- The Washington Times - Friday, January 12, 2018

President Trump kept the Iranian nuclear deal in place Friday for another 120 days but warned it’s the last time, as the U.S. seeks a tougher agreement against Tehran with European allies, and the administration slapped Iran with fresh sanctions unrelated to the agreement.

“This is a last chance,” Mr. Trump said in a statement.

Mr. Trump faced a Friday deadline to decide whether to reimpose economic sanctions on Iran that the U.S. had suspended as part of a 2015 nuclear agreement negotiated by the Obama administration and five other nations.

The president is designating 14 Iranian individuals and entities with new sanctions unrelated to the nuclear deal, including the head of Iran’s judiciary, a senior administration official said.

“I am waiving the application of certain nuclear sanctions, but only in order to secure our European allies’ agreement to fix the terrible flaws of the Iran nuclear deal,” Mr. Trump said. “In the absence of such an agreement, the United States will not again waive sanctions in order to stay in the Iran nuclear deal. And if at any time I judge that such an agreement is not within reach, I will withdraw from the deal immediately. No one should doubt my word.”

The official said the White House also wants Congress and European allies to take sterner action before the next deadline for extending the deal.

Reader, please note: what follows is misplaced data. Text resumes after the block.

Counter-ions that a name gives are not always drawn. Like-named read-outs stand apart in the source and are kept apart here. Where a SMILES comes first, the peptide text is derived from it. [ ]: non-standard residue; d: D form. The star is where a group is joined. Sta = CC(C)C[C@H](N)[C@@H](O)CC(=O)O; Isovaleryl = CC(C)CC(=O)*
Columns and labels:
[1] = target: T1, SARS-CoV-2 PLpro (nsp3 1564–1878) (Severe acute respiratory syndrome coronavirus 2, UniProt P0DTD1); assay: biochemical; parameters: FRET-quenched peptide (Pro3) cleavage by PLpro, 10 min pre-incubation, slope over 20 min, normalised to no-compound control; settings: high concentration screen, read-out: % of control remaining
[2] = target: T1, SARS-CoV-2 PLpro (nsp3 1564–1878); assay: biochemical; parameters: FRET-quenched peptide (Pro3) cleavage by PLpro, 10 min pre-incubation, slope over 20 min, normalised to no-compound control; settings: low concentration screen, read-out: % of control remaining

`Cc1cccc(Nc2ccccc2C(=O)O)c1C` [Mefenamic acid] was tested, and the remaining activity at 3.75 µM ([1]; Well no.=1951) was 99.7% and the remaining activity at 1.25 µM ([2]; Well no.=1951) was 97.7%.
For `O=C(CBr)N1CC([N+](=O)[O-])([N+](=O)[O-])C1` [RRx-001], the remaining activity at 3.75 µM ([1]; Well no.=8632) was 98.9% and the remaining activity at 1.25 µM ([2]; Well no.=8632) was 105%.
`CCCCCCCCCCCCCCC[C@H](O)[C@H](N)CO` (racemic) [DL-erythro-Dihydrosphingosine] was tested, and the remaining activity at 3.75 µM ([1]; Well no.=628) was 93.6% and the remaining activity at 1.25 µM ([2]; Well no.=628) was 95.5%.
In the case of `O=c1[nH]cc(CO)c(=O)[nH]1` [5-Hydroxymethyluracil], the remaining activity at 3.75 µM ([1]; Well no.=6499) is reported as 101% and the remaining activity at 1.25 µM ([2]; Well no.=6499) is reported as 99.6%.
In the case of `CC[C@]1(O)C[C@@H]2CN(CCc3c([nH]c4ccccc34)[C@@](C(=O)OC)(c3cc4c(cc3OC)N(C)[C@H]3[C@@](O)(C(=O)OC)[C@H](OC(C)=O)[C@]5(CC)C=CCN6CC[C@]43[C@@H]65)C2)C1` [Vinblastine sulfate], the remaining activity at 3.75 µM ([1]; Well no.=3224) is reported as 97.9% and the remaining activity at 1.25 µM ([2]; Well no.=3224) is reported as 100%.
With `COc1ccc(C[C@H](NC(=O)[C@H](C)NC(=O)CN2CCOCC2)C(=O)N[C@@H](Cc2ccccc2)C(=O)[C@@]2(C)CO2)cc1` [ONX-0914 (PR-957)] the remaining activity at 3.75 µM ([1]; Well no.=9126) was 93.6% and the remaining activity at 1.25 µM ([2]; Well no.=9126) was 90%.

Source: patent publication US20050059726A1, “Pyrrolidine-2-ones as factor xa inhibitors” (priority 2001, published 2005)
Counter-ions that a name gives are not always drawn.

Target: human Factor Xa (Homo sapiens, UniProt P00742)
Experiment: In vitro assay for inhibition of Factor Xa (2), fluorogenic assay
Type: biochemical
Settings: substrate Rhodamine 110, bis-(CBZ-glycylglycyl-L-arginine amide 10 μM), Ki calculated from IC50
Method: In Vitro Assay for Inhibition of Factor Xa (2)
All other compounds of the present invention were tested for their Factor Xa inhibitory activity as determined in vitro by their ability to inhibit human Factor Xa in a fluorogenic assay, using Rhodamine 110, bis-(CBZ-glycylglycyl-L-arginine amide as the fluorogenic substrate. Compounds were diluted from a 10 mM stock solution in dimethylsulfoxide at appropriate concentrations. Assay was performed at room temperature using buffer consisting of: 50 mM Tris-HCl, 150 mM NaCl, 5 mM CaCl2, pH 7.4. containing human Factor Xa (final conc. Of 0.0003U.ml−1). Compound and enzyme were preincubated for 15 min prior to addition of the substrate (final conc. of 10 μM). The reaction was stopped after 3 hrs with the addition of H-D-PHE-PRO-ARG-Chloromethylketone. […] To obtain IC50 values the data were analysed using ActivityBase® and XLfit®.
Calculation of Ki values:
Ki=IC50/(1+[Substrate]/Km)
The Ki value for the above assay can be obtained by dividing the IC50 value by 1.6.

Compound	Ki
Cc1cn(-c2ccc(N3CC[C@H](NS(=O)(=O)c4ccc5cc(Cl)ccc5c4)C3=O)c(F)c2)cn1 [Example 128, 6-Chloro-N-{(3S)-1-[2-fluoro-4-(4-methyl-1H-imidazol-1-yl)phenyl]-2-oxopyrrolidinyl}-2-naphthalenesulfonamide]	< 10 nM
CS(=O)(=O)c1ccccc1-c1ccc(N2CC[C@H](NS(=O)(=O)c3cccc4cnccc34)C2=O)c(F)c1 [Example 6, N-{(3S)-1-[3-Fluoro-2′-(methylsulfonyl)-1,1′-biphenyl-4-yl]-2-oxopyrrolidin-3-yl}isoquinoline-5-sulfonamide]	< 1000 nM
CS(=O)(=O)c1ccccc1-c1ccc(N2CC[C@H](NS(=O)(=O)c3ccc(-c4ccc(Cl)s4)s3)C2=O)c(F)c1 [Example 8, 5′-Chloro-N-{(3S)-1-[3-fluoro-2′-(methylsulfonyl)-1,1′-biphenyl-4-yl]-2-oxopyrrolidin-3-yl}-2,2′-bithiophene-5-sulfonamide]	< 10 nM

U.S. officials said the new sanctions were for human-rights abuses by the Iranian regime during its response to civil protests, and for weapons proliferation. One official said the actions “will send a very strong message that the United States is not going to tolerate their continued abuses.”

Said Mr. Trump, “Despite my strong inclination, I have not yet withdrawn the United States from the Iran nuclear deal. Instead, I have outlined two possible paths forward: either fix the deal’s disastrous flaws, or the United States will withdraw.

He said he is open to working with Congress on bipartisan legislation regarding Iran, but any bill must include four components: demanding that Iran allow immediate inspections at all sites requested by international inspectors; ensuring that Iran “never even comes close” to possessing a nuclear weapon; eliminating any expiration date; and denying Iran all paths to a nuclear weapon.

“If Iran does not comply with any of these provisions, American nuclear sanctions would automatically resume,” he said.

Nile Gardiner, director of the Thatcher Center for Freedom at the Heritage Foundation, said Mr. Trump is “taking the right approach.”

“The Iran deal in its current form is unacceptable and is simply not working,” Mr. Gardiner said.

But he added that the administration “faces a huge challenge in getting European allies to strengthen the [nuclear agreement].”

“While Britain may move to support the U.S. on this, Germany and France are likely to be strongly opposed,” he said.

Mr. Trump has been vowing to end the deal since the start of his presidency, saying tougher inspections should be imposed on Iran’s nuclear program and any terms should be indefinite instead of expiring in a decade or so.


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